Posts Tagged ‘Harry Ainsworth’

NOPD Makes Arrest in Harry “Mike” Ainsworth Case

February 29th, 2012 | Posted in Courts, Local Issues, NOPD by Seth Bloom | No Comments »

Yesterday New Orleans detectives arrested the man they believe gunned down an Algiers father last month when he tried to stop a carjacking in progress.

Officers picked up 17-year-old Kendall Harrison at his school in the 2400-block of Esplanade Avenue at around 1pm on February 28th. He was arrested without incident.

Crimestoppers received numerous tips about the case from members of the community, several of which identified Harrison as the shooter.

Detectives also provided evidence to Louisiana State Police’s Crime Lab technicians, who were able to link Harrison to the murder through DNA testing.

“The detectives in this case have done nothing short of outstanding work. They were on the scene within 5 minutes of the shooting, and have stayed focused on this tragic case ever since”, said Superintendent Ronal Serpas.

NOPD Reverses Controversial Practice

February 3rd, 2012 | Posted in Courts, Local Issues, NOPD by Seth Bloom | No Comments »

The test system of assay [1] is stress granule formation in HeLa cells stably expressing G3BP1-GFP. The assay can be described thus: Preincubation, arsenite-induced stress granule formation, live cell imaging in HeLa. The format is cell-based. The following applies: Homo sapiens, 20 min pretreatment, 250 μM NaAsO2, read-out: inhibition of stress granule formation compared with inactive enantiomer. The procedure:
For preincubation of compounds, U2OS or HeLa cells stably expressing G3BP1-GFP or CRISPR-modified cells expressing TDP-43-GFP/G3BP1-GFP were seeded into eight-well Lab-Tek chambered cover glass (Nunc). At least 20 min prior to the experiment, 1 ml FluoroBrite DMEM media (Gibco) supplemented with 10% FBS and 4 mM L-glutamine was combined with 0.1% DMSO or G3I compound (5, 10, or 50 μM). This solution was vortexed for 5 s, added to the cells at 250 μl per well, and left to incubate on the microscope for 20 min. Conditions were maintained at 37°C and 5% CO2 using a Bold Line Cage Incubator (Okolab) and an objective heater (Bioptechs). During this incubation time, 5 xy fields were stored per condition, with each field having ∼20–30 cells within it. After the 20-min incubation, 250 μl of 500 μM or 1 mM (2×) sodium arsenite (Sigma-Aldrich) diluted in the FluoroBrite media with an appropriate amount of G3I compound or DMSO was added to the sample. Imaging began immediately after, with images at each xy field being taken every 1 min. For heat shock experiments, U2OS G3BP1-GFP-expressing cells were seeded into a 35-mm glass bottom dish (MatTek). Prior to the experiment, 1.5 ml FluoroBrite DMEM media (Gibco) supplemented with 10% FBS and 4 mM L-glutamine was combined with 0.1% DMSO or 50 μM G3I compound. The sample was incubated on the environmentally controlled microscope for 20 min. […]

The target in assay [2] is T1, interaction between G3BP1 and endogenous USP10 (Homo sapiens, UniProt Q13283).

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Earlier this week, we reported on the murder of good Samaritan Harry “Mike” Ainsworth, who was shot to death while attempting to stop a carjacking.

In accordance with a year-long policy of releasing the criminal records of murder victims in the city, NOPD dug up Mr. Ainsworth’s rap sheet, which included arrests for traffic violations and possession of marijuana – completely inconsequential to the crime he was a victim of. NOPD Superintendent Ronal Serpas vigorously defends his “broader perspectives” policy, stating that it shows city residents that “bad things happen to bad people.” But then a 27-year-old and father of two with a few blemishes on his record was murdered, and adhering to the letter of the policy appeared massively insensitive and pointless.

Serpas repealed the policy Wednesday, saying in a written statement he was getting rid of it “after consulting privately with local clergy leaders over the last weeks.”

Surely, we think everyone should be entitled to freely access information, especially those on criminals within our city. But this one-size-fits all policy does not achieve that goal of education – rather, it emphasizes and expands the divide between people.

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